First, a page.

SFU Faculty of Science: Global Warming Seminar Series "The Instrumental Temperature Record and What it Tells us About Climate Change"

Wednesday, February 23, 2011
12:30 - 13:30

Dr. Francis Zwiers
University of Victoria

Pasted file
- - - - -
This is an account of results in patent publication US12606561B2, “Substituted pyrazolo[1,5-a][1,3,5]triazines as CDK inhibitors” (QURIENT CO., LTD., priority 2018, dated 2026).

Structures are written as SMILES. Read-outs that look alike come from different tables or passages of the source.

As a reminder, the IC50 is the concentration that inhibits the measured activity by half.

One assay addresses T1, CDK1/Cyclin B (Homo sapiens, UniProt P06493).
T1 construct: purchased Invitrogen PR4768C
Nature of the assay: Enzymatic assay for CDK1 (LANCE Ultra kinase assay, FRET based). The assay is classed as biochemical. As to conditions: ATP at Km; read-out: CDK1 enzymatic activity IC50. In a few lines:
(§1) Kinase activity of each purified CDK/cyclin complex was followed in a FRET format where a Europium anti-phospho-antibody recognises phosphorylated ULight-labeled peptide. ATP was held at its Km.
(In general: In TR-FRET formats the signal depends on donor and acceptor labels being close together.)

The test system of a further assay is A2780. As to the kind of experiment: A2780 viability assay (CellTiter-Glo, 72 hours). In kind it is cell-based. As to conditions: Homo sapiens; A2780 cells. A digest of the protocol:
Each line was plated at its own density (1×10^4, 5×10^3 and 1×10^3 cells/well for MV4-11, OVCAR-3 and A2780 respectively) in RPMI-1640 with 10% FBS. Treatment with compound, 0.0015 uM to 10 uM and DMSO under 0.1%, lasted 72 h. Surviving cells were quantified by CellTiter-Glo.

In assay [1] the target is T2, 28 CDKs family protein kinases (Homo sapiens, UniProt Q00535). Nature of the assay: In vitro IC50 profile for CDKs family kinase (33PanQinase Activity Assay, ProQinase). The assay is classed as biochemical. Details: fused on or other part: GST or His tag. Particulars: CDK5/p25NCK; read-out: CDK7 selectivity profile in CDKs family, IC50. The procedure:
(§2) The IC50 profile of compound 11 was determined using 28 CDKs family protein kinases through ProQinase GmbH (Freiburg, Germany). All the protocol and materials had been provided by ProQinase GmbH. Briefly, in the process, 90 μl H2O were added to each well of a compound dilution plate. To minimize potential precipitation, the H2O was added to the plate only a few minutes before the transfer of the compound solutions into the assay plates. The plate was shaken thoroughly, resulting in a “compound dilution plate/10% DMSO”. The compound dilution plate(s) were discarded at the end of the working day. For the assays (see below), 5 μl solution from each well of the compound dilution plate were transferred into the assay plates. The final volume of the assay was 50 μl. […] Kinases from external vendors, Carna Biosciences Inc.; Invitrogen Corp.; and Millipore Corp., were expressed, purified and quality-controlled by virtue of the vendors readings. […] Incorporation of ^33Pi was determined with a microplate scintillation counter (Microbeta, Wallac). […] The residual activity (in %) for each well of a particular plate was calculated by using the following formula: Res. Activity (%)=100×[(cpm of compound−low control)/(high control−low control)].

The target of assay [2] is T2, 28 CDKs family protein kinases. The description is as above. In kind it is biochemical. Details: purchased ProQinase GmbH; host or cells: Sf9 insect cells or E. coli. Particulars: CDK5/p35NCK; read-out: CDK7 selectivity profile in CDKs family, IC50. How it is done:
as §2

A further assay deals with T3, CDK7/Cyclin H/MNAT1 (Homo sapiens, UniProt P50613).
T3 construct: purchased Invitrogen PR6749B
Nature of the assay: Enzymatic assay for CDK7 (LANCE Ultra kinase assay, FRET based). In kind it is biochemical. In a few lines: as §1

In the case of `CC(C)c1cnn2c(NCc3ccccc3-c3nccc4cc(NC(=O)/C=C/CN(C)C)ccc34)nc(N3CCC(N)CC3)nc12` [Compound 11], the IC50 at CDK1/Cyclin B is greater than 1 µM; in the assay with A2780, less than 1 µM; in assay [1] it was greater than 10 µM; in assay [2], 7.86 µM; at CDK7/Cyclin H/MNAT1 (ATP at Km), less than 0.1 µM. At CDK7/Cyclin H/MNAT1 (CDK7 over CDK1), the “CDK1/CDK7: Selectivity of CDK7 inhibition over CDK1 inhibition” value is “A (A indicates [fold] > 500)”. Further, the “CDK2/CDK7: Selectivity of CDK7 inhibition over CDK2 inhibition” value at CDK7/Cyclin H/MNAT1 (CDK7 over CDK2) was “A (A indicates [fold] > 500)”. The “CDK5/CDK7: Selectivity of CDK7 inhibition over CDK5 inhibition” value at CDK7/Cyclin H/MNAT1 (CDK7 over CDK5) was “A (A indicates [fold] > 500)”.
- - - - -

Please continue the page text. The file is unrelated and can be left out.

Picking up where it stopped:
The modern instrumental surface temperature record extends back in time over about one and a half centuries. Since 1850, the number of points at which temperature is observed has increased enormously although even today, there remain many places on Earth where temperature is not routinely observed and reported. Such data gaps do not pose a serious impediment for the reliable estimation of changes in global mean temperature, as has been demonstrated by both empirical and theoretical research. A greater potential concern is that temperature observations are often affected by non-climatic influences including changes in instrumentation, instrument exposure, and instrument location. A great deal of work has been done to remove or avoid those influences wherever possible. Urban heat islands affect some temperature measurements taken over land, but do not substantial affect trends in the global mean record. Estimates of global mean temperature from surface temperature compilations produced by several different research groups are similar, demonstrating robustness to the specific choices that are made in their development. The resulting global record has been studied extensively, and is considered to be reliable. The record shows an overall warming combined with low- and high-frequency variability. That there is warming is indisputable and is supported by additional lines of evidence (such as cryosphere changes, ocean heat content increases, and sea level rise). Much variability results from internal processes in the climate system and natural external forcing, such as volcanic activity and solar output changes. However, these factors alone do not explain the observed temperature changes well; radiative forcing caused by increases in greenhouse gas concentrations and changes in aerosol loadings provides a more plausible explanation. Statistical comparisons between observed temperature changes and those simulated by climate models that take various external forcing agents into account, as well as analyses of other possible causes, led to the IPCC 2007 conclusion that "most of the observed increase in global average temperatures since the mid-20th century is very likely due to the observed increase in anthropogenic greenhouse gas concentrations".